Home made sourdough starter and sourdough bread

April 3rd, 2013 § 0

I have been experimenting to make our own bread at home for seven years.

My passion to make my own bread has begun when I purchased a starter from a sourdough bakery in Burhaniye town of  Turkey named Evin Ana, which is near to our summer house.

It is like having a pet. You feed it and care for it, carry with you where you go. It becomes a member of the family.

Recently, I felt up to try my chance of making my own sourdough yeast starter. So the adventure started!

It is a flour and water combination. The yeast ferments this mixture by eating the sugar in the flour and converts it into alcohol and carbon dioxide gas.

The carbon dioxide is what will cause the bread to rise. The bubbles in your starter get trapped into the structure of the bread as little holes.

The sourdough starter or mother dough also known as levain, in Greek  prozimi (means pre-knead)- ??????? while in Turkish the word ekşi maya (means sour yeast) is used.

If you stir the starter often, at room temperature the yeast and the lactic acid bacteria will be happy and work together. The lactic acid bacteria creates an antibiotic that kills the unwanted organisms that might grow in the starter.

The flavour of sourdough bread varies from region to region according to the method used.

I found the below mentioned recipe from a small Greek village and adapted with the recipe I have learned from the Burhaniye baker.

I recommend you to make your starter in a glass container or a clay pot.

Store in a glass container in the refrigerator after fermentation has occurred.

Day 1:

  • 1/4 cup flour (2 T whole wheat, 2 T all purpose flour)
  • 1/4 cup lukewarm bottled water

Whole wheat flour works best. Try to find freshly milled flour. I bought all purpose flour from Mitillini shop.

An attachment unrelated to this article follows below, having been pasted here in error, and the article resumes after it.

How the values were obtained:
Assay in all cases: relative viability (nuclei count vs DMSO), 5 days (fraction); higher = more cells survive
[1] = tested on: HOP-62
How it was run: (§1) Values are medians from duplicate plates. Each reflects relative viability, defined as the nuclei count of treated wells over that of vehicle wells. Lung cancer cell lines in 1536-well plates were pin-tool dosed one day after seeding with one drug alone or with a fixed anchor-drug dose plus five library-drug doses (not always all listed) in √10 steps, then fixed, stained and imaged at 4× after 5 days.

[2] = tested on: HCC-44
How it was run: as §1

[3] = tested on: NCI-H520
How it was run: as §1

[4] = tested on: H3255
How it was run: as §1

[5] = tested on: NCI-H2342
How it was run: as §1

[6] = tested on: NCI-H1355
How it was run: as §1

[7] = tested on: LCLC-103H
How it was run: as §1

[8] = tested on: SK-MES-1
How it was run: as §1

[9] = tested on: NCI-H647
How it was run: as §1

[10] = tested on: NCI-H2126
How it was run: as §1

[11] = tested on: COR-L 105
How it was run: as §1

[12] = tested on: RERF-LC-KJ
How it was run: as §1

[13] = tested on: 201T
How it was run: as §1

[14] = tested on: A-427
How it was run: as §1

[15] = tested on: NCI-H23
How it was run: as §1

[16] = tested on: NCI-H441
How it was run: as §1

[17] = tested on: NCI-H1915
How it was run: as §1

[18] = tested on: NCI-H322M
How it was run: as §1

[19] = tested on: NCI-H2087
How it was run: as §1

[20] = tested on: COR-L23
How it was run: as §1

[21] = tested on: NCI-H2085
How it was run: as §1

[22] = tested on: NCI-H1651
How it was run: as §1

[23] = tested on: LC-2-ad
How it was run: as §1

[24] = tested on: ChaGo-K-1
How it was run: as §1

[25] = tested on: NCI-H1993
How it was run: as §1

The lukewarm water must be clean, non chlorinated as you can get.

Mix flour and water in a glass bowl or a clay pot. Cover with a kitchen cloth and place in a warm place in your kitchen.

Day 2:

  • 5 T  all purpose flour
  • 5 T  lukewarm bottled water

Mix flour and water in a bowl. Cover with a kitchen cloth and place in a warm place in your kitchen.

Day 3:

  • 5 T flour (3 T rye flour, 2 T all purpose flour)
  • 5 T lukewarm bottled water

Mix flour and water in a bowl. Cover with a kitchen cloth and place in a warm place in your kitchen.

Day 4:

Keep the sourdough starter at room temperature without feeding it.

Day 5:

  • 6 T flour (3 T rye flour, 3 T all purpose flour)
  • 8 T lukewarm bottled water

Mix flour and water in a bowl. Cover with a kitchen cloth and place in a warm place in your kitchen.

Day 6:

Keep the sourdough starter at room temperature without feeding it.

Day 7:

  • 5 T all purpose flour
  • 5 T lukewarm bottled water

If it has, remove crust.

Mix flour and water in a bowl. Cover with a kitchen cloth and place in a warm place in your kitchen.

Day 8:

  • 5 T all purpose flour
  • 5 T lukewarm bottled water

Mix flour and water in a bowl. Stir vigorously to combine everything and incorporate more oxygen into the mixture.

Cover with a kitchen cloth and place in a warm place in your kitchen.

Day 9:

  • 500 gr all purpose flour
  • 3 cup lukewarm bottled water
  • salt

After a long fermentation, something magical happened! The 9th day it ripened visibly. It happily bubbled.

The starter will be ready to use. The surface will look frothy and fermented. It also sour smells.

Add 500 gr flour, salt and lukewarm water to the sourdough starter. Knead and fold well.

Leave about 400 gr of the dough as a starter in a glass container and store in the refrigerator. The starter will keep indefinitely as long as you feed it every week.

If you see a clear liquid on the top, just stir well. But if the liquid has a pinkish hue, it indicates that the starter has spoiled.

Before making a sourdough bread, allow the starter to rest at room temperature for 5- 8 hours. It gives the yeast a chance to warm up and get feeding.

After making your bread, refrigerate the starter.

To make a bread, put the rest of the dough into a greased round pan. Flour top generously. With a sharp knife or a razor score on top of the loaf.

Let rise until double.

Bake at pre-heated 200° C oven for 40 minutes and 190° C for 10 minutes in order to have a little bit thick crust.

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